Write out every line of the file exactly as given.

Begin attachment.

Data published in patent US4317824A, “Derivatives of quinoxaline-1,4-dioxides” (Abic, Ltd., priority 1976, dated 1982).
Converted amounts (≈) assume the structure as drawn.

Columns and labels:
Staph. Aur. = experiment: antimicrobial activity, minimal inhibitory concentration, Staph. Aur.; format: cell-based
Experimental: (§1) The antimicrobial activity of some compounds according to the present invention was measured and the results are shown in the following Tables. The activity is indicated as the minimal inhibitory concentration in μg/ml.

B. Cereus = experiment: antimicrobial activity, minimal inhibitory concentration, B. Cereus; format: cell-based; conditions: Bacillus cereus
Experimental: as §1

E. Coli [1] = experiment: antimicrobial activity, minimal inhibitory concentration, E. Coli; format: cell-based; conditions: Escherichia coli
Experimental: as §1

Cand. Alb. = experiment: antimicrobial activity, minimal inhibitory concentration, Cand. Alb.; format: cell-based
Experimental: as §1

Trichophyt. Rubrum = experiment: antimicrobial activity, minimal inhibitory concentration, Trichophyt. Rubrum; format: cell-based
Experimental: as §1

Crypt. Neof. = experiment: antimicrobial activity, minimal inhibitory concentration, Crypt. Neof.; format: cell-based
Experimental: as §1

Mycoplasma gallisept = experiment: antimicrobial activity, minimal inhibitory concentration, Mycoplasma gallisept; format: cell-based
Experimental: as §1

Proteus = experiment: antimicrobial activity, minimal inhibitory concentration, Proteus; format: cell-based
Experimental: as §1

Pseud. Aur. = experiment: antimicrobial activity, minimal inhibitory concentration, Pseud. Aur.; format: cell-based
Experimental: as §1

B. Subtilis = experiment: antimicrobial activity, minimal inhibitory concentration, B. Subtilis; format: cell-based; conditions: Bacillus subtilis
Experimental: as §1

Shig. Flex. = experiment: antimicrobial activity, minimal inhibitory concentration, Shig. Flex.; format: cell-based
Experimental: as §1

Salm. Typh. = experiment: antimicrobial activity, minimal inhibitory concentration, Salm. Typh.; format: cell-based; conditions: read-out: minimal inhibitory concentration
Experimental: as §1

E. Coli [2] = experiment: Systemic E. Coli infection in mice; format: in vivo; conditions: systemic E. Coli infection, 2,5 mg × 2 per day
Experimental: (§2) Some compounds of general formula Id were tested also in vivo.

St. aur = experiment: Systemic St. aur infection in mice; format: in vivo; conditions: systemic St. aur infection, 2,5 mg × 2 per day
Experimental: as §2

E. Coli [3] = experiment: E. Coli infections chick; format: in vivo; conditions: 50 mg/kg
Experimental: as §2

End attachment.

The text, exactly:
Data published in patent US4317824A, “Derivatives of quinoxaline-1,4-dioxides” (Abic, Ltd., priority 1976, dated 1982).
Converted amounts (≈) assume the structure as drawn.

Columns and labels:
Staph. Aur. = experiment: antimicrobial activity, minimal inhibitory concentration, Staph. Aur.; format: cell-based
Experimental: (§1) The antimicrobial activity of some compounds according to the present invention was measured and the results are shown in the following Tables. The activity is indicated as the minimal inhibitory concentration in μg/ml.

B. Cereus = experiment: antimicrobial activity, minimal inhibitory concentration, B. Cereus; format: cell-based; conditions: Bacillus cereus
Experimental: as §1

E. Coli [1] = experiment: antimicrobial activity, minimal inhibitory concentration, E. Coli; format: cell-based; conditions: Escherichia coli
Experimental: as §1

Cand. Alb. = experiment: antimicrobial activity, minimal inhibitory concentration, Cand. Alb.; format: cell-based
Experimental: as §1

Trichophyt. Rubrum = experiment: antimicrobial activity, minimal inhibitory concentration, Trichophyt. Rubrum; format: cell-based
Experimental: as §1

Crypt. Neof. = experiment: antimicrobial activity, minimal inhibitory concentration, Crypt. Neof.; format: cell-based
Experimental: as §1

Mycoplasma gallisept = experiment: antimicrobial activity, minimal inhibitory concentration, Mycoplasma gallisept; format: cell-based
Experimental: as §1

Proteus = experiment: antimicrobial activity, minimal inhibitory concentration, Proteus; format: cell-based
Experimental: as §1

Pseud. Aur. = experiment: antimicrobial activity, minimal inhibitory concentration, Pseud. Aur.; format: cell-based
Experimental: as §1

B. Subtilis = experiment: antimicrobial activity, minimal inhibitory concentration, B. Subtilis; format: cell-based; conditions: Bacillus subtilis
Experimental: as §1

Shig. Flex. = experiment: antimicrobial activity, minimal inhibitory concentration, Shig. Flex.; format: cell-based
Experimental: as §1

Salm. Typh. = experiment: antimicrobial activity, minimal inhibitory concentration, Salm. Typh.; format: cell-based; conditions: read-out: minimal inhibitory concentration
Experimental: as §1

E. Coli [2] = experiment: Systemic E. Coli infection in mice; format: in vivo; conditions: systemic E. Coli infection, 2,5 mg × 2 per day
Experimental: (§2) Some compounds of general formula Id were tested also in vivo.

St. aur = experiment: Systemic St. aur infection in mice; format: in vivo; conditions: systemic St. aur infection, 2,5 mg × 2 per day
Experimental: as §2

E. Coli [3] = experiment: E. Coli infections chick; format: in vivo; conditions: 50 mg/kg
Experimental: as §2